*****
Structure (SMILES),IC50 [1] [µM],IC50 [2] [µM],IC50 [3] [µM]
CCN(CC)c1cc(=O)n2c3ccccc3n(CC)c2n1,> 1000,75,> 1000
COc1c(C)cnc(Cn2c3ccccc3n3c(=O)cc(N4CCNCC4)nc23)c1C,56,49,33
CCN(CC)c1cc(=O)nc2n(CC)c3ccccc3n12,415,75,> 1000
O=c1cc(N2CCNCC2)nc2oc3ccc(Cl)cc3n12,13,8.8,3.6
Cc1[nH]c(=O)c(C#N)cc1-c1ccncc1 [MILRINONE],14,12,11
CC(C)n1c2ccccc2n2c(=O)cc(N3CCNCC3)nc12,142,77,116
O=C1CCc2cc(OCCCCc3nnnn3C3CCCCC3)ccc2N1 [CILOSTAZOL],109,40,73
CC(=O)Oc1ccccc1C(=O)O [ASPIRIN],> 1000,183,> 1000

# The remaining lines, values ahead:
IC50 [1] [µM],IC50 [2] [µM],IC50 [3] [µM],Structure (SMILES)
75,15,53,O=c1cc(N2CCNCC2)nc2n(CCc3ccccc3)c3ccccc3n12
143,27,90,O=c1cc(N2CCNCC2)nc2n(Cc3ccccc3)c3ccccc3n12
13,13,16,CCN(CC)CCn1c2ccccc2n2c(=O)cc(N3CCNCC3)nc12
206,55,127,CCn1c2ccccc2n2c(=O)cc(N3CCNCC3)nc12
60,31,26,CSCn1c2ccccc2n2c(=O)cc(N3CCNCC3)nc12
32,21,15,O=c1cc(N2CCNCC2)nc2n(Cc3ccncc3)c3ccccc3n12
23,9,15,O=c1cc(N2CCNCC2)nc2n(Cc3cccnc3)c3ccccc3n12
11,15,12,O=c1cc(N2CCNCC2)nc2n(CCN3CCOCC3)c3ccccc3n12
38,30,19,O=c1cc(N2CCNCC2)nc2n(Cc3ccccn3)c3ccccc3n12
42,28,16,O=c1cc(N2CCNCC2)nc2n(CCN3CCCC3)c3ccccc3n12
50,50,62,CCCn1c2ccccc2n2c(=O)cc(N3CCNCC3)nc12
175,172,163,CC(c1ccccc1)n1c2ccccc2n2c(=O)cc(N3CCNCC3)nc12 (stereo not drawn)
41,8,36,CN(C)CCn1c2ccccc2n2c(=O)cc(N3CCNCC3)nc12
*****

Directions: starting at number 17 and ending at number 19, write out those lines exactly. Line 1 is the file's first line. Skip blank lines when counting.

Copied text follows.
32,21,15,O=c1cc(N2CCNCC2)nc2n(Cc3ccncc3)c3ccccc3n12
23,9,15,O=c1cc(N2CCNCC2)nc2n(Cc3cccnc3)c3ccccc3n12
11,15,12,O=c1cc(N2CCNCC2)nc2n(CCN3CCOCC3)c3ccccc3n12